October 4, 2022

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Influenza viruses often mutate, is flu vaccine really effective?

Influenza viruses often mutate, is flu vaccine really effective?

Influenza viruses often mutate, is flu vaccine really effective? The flu virus mutates every year, and the flu vaccine produced every year has little change. Sometimes, like last year’s flu vaccine, it has no effect on the new flu. Is that right?

Let us take a look at what efforts WHO and countries around the world have made to prevent influenza pandemic. First, let us understand the influenza virus.

Influenza viruses often mutate, is flu vaccine really effective?

01. Structure and Classification of Influenza Virus

Influenza viruses belong to the Orthomyxoviridae family and are single-stranded negative-strand segmented RNA viruses. According to virus nucleoprotein and matrix protein, it is divided into four types: A, B, C, D (or A, B, C, D). Among them, influenza A viruses can be divided into multiple subtypes according to the protein structure and gene characteristics of hemagglutinin (HA) and neuraminidase (NA) on the virus surface. At present, there are 18 (H1-18) and 11 (N1-11) subtypes of HA and NA, respectively.

In addition to infecting humans, influenza A viruses are widespread in animals, such as poultry, pigs, horses, seals, whales and minks. Influenza B is divided into Victoria strain and Yamagata strain, which can circulate in the population. Recent data show that seals can also be infected. Influenza C virus infects humans, dogs and pigs and only causes sporadic cases of upper respiratory tract infections. Influenza D virus mainly infects pigs and cattle, but has not been found to infect humans. Currently, the viruses that cause seasonal influenza epidemics are the H1N1, H3N2 subtypes of type A and the Victoria and Yamagata strains of type B viruses.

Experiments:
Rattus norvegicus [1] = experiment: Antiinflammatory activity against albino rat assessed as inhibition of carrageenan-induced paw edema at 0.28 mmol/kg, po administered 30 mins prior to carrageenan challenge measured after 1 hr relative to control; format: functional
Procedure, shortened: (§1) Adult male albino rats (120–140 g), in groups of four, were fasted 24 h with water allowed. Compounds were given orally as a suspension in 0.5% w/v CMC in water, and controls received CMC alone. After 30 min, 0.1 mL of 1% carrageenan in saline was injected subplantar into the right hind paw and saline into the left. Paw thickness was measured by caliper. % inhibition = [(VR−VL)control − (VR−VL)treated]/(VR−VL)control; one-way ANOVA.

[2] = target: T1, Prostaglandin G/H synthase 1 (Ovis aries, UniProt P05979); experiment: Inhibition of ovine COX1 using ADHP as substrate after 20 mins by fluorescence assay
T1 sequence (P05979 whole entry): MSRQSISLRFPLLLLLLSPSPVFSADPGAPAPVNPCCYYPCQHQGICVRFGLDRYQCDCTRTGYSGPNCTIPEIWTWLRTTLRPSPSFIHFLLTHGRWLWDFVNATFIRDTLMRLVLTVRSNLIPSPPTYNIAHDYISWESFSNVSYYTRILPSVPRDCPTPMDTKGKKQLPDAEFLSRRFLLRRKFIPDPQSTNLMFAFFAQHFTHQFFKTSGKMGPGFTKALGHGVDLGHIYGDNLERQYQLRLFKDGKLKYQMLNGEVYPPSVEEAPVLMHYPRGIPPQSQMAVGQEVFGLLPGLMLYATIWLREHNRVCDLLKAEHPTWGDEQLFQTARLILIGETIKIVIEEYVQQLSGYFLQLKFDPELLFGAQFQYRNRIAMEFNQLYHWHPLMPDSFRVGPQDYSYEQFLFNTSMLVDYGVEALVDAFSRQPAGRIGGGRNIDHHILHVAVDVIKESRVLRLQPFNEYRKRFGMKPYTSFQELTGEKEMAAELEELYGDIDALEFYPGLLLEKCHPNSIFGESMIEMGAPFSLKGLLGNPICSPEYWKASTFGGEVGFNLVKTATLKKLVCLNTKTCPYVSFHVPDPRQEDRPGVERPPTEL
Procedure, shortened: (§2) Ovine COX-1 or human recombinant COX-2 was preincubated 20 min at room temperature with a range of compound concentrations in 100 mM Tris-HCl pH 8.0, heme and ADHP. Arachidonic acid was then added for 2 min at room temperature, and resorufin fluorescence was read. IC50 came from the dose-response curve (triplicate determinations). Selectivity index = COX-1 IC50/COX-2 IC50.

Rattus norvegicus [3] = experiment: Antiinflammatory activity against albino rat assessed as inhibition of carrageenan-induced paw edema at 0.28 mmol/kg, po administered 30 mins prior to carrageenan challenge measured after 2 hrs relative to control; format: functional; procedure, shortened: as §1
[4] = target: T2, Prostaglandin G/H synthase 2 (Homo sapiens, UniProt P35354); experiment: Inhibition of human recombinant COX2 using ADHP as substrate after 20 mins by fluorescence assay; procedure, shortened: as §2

Among the three influenza viruses that infect humans, type A influenza virus is the most harmful. It often appears in the form of outbreaks in the population and can cause a global influenza pandemic. The epidemic scale of influenza B virus is much smaller than that of influenza A virus, and influenza C virus rarely causes epidemics.

02. How does the flu virus mutate?

The frequency of influenza virus mutation is rapid, and new epidemic strains occur every year, and its mutation mainly occurs in two ways: antigenic drift and antigenic shift.

Antigenic drift occurs within a certain subtype, such as a point mutation in HA or NA, which is a quantitative change, that is, intra-subtype variation, which can cause small-scale epidemics. Antigenic shift refers to the appearance of a completely new HA or NA subtype, which is a qualitative change.

Because influenza viruses, especially influenza A viruses can infect humans and animals, viruses can spread across populations. When two different viruses infect a cell at the same time, the genome fragments of the virus may randomly exchange with each other, causing gene rearrangement to form new subtypes. , Which is why influenza viruses are prone to mutation. The population generally lacks immunity to the mutated new subtype influenza virus, which often causes a larger epidemic, or even a worldwide epidemic.

In addition, studies have shown that mutations in the internal proteins of influenza viruses can also cause changes in the virulence of influenza viruses or make the virus evade the recognition of the host’s immune system, thereby increasing the chance of virus infection.